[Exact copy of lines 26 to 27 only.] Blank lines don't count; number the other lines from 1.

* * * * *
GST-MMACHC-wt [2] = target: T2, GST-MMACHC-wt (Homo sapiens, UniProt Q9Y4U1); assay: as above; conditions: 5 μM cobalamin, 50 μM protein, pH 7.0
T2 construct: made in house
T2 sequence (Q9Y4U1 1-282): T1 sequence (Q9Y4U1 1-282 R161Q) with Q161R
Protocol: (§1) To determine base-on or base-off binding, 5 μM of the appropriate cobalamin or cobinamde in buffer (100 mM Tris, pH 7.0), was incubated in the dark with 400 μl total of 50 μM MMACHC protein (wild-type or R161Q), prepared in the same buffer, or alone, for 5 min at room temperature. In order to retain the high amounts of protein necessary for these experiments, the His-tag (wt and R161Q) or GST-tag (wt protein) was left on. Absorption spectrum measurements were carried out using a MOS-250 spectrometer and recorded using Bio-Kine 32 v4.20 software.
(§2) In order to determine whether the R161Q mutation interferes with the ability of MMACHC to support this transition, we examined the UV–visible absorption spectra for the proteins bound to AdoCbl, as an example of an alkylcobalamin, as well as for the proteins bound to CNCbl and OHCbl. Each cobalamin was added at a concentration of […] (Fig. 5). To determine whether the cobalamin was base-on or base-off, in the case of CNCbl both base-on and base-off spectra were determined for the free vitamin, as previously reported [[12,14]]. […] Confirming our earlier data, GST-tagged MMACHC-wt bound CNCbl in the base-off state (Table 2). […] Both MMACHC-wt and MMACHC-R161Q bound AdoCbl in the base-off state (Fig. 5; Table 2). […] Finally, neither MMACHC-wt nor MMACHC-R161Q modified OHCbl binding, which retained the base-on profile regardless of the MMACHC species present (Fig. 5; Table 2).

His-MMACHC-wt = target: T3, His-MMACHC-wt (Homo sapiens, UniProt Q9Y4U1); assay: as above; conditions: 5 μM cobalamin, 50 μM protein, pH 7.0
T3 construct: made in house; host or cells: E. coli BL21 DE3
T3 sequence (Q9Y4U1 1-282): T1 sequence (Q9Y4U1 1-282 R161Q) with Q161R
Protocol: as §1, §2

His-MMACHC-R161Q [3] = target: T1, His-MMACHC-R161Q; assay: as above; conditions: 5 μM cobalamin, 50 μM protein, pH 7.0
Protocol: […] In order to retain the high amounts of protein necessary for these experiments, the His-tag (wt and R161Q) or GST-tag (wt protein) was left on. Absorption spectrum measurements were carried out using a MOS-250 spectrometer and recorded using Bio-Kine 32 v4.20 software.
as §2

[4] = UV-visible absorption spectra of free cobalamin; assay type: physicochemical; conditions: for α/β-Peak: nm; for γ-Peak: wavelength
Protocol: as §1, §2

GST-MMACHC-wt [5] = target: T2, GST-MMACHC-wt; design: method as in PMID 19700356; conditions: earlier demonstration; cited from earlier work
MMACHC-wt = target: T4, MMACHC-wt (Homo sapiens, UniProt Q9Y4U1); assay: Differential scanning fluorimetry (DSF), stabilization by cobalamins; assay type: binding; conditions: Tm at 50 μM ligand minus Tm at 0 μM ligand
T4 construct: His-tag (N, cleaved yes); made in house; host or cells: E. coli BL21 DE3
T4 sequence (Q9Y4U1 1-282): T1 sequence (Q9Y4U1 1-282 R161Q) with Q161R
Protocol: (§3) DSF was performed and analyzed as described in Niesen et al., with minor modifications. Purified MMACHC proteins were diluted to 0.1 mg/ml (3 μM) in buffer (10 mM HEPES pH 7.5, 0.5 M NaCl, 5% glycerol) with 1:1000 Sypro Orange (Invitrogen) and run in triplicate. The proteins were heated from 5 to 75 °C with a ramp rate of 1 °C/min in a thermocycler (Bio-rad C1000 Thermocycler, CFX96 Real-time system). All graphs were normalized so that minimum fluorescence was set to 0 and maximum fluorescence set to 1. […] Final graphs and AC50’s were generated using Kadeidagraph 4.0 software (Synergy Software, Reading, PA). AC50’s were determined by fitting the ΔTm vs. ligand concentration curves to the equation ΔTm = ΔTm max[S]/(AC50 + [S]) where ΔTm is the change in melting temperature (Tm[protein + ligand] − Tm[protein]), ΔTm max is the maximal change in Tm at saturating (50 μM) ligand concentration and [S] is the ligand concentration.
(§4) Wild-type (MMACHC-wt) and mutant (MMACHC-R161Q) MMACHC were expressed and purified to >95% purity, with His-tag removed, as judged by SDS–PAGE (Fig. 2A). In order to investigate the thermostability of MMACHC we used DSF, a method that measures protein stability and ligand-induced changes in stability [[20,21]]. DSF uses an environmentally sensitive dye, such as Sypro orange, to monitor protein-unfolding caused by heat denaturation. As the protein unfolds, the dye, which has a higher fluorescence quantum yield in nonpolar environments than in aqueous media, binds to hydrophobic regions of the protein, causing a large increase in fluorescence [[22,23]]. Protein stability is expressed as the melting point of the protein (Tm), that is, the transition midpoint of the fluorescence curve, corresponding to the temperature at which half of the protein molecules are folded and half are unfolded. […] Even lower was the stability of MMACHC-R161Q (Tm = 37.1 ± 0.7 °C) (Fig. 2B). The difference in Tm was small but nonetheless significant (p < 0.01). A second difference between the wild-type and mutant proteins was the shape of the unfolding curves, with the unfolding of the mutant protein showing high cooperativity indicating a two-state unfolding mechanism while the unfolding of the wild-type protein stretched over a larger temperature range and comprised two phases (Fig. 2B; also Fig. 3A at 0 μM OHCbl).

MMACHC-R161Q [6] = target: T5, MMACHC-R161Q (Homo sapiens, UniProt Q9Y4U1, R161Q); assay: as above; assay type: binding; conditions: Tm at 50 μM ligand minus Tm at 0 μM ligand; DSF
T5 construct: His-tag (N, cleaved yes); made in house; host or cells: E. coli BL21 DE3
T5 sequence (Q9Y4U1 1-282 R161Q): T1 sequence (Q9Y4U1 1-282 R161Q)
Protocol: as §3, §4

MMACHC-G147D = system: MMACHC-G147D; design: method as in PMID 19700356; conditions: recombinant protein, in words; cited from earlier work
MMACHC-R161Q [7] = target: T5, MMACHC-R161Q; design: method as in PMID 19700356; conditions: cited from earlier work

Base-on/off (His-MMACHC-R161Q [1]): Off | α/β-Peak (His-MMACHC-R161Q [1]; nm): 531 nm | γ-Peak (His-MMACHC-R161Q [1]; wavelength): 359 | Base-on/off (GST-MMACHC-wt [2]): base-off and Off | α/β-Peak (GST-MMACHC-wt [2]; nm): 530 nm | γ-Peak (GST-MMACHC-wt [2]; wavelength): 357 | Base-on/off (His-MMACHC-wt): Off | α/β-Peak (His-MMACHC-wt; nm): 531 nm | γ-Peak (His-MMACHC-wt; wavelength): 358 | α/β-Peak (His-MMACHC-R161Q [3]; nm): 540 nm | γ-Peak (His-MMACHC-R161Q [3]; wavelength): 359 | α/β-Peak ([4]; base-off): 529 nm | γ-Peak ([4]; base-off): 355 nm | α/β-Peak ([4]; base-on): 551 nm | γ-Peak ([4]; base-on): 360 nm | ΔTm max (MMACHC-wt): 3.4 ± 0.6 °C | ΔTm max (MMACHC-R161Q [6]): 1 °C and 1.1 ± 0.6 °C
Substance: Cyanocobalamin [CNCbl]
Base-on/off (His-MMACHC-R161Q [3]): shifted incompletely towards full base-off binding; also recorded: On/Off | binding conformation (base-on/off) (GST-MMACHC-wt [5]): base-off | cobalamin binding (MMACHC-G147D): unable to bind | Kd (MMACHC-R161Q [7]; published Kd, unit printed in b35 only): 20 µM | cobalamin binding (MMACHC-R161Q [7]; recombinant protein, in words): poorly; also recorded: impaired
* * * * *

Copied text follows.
MMACHC-R161Q [7] = target: T5, MMACHC-R161Q; design: method as in PMID 19700356; conditions: cited from earlier work

Base-on/off (His-MMACHC-R161Q [1]): Off | α/β-Peak (His-MMACHC-R161Q [1]; nm): 531 nm | γ-Peak (His-MMACHC-R161Q [1]; wavelength): 359 | Base-on/off (GST-MMACHC-wt [2]): base-off and Off | α/β-Peak (GST-MMACHC-wt [2]; nm): 530 nm | γ-Peak (GST-MMACHC-wt [2]; wavelength): 357 | Base-on/off (His-MMACHC-wt): Off | α/β-Peak (His-MMACHC-wt; nm): 531 nm | γ-Peak (His-MMACHC-wt; wavelength): 358 | α/β-Peak (His-MMACHC-R161Q [3]; nm): 540 nm | γ-Peak (His-MMACHC-R161Q [3]; wavelength): 359 | α/β-Peak ([4]; base-off): 529 nm | γ-Peak ([4]; base-off): 355 nm | α/β-Peak ([4]; base-on): 551 nm | γ-Peak ([4]; base-on): 360 nm | ΔTm max (MMACHC-wt): 3.4 ± 0.6 °C | ΔTm max (MMACHC-R161Q [6]): 1 °C and 1.1 ± 0.6 °C